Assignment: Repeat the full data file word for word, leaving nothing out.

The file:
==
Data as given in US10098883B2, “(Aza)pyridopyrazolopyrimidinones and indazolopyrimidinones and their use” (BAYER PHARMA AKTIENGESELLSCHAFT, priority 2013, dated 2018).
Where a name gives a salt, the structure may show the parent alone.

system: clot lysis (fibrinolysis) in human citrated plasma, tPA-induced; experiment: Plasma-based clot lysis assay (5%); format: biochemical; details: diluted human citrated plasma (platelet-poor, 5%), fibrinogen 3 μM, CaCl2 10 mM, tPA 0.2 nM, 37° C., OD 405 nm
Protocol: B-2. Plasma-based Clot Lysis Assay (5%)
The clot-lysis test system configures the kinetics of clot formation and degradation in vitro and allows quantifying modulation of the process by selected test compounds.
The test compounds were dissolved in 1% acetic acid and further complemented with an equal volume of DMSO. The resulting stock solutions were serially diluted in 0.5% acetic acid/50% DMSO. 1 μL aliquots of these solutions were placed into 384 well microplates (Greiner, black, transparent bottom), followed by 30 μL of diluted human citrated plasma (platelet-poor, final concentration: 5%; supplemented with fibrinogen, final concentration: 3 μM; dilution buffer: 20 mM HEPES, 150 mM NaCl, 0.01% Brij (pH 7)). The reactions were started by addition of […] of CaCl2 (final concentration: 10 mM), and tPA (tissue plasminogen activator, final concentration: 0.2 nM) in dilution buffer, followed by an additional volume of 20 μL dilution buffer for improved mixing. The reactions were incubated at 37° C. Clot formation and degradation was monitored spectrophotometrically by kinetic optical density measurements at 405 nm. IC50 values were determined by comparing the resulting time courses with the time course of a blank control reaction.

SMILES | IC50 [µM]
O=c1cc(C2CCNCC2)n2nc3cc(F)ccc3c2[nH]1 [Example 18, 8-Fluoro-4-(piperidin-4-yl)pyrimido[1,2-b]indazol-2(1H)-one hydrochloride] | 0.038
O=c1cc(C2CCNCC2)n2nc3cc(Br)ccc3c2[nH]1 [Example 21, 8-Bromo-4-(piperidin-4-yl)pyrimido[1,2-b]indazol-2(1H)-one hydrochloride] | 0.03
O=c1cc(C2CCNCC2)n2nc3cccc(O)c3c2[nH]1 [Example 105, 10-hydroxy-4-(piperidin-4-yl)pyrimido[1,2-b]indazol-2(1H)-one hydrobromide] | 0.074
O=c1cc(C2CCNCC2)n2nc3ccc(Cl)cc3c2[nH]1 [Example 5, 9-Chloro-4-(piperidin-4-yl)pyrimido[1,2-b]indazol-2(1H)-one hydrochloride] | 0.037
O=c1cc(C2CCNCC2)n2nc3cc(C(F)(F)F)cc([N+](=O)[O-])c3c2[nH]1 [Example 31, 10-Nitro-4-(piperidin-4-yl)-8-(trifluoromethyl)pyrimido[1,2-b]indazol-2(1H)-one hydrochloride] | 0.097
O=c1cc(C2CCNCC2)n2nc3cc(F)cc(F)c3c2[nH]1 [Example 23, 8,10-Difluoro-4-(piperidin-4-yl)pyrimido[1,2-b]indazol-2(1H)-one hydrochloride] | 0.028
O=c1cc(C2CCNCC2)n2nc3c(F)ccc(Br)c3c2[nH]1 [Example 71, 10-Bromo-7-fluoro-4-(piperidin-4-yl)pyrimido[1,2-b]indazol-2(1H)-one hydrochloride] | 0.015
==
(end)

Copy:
Data as given in US10098883B2, “(Aza)pyridopyrazolopyrimidinones and indazolopyrimidinones and their use” (BAYER PHARMA AKTIENGESELLSCHAFT, priority 2013, dated 2018).
Where a name gives a salt, the structure may show the parent alone.

system: clot lysis (fibrinolysis) in human citrated plasma, tPA-induced; experiment: Plasma-based clot lysis assay (5%); format: biochemical; details: diluted human citrated plasma (platelet-poor, 5%), fibrinogen 3 μM, CaCl2 10 mM, tPA 0.2 nM, 37° C., OD 405 nm
Protocol: B-2. Plasma-based Clot Lysis Assay (5%)
The clot-lysis test system configures the kinetics of clot formation and degradation in vitro and allows quantifying modulation of the process by selected test compounds.
The test compounds were dissolved in 1% acetic acid and further complemented with an equal volume of DMSO. The resulting stock solutions were serially diluted in 0.5% acetic acid/50% DMSO. 1 μL aliquots of these solutions were placed into 384 well microplates (Greiner, black, transparent bottom), followed by 30 μL of diluted human citrated plasma (platelet-poor, final concentration: 5%; supplemented with fibrinogen, final concentration: 3 μM; dilution buffer: 20 mM HEPES, 150 mM NaCl, 0.01% Brij (pH 7)). The reactions were started by addition of […] of CaCl2 (final concentration: 10 mM), and tPA (tissue plasminogen activator, final concentration: 0.2 nM) in dilution buffer, followed by an additional volume of 20 μL dilution buffer for improved mixing. The reactions were incubated at 37° C. Clot formation and degradation was monitored spectrophotometrically by kinetic optical density measurements at 405 nm. IC50 values were determined by comparing the resulting time courses with the time course of a blank control reaction.

SMILES | IC50 [µM]
O=c1cc(C2CCNCC2)n2nc3cc(F)ccc3c2[nH]1 [Example 18, 8-Fluoro-4-(piperidin-4-yl)pyrimido[1,2-b]indazol-2(1H)-one hydrochloride] | 0.038
O=c1cc(C2CCNCC2)n2nc3cc(Br)ccc3c2[nH]1 [Example 21, 8-Bromo-4-(piperidin-4-yl)pyrimido[1,2-b]indazol-2(1H)-one hydrochloride] | 0.03
O=c1cc(C2CCNCC2)n2nc3cccc(O)c3c2[nH]1 [Example 105, 10-hydroxy-4-(piperidin-4-yl)pyrimido[1,2-b]indazol-2(1H)-one hydrobromide] | 0.074
O=c1cc(C2CCNCC2)n2nc3ccc(Cl)cc3c2[nH]1 [Example 5, 9-Chloro-4-(piperidin-4-yl)pyrimido[1,2-b]indazol-2(1H)-one hydrochloride] | 0.037
O=c1cc(C2CCNCC2)n2nc3cc(C(F)(F)F)cc([N+](=O)[O-])c3c2[nH]1 [Example 31, 10-Nitro-4-(piperidin-4-yl)-8-(trifluoromethyl)pyrimido[1,2-b]indazol-2(1H)-one hydrochloride] | 0.097
O=c1cc(C2CCNCC2)n2nc3cc(F)cc(F)c3c2[nH]1 [Example 23, 8,10-Difluoro-4-(piperidin-4-yl)pyrimido[1,2-b]indazol-2(1H)-one hydrochloride] | 0.028
O=c1cc(C2CCNCC2)n2nc3c(F)ccc(Br)c3c2[nH]1 [Example 71, 10-Bromo-7-fluoro-4-(piperidin-4-yl)pyrimido[1,2-b]indazol-2(1H)-one hydrochloride] | 0.015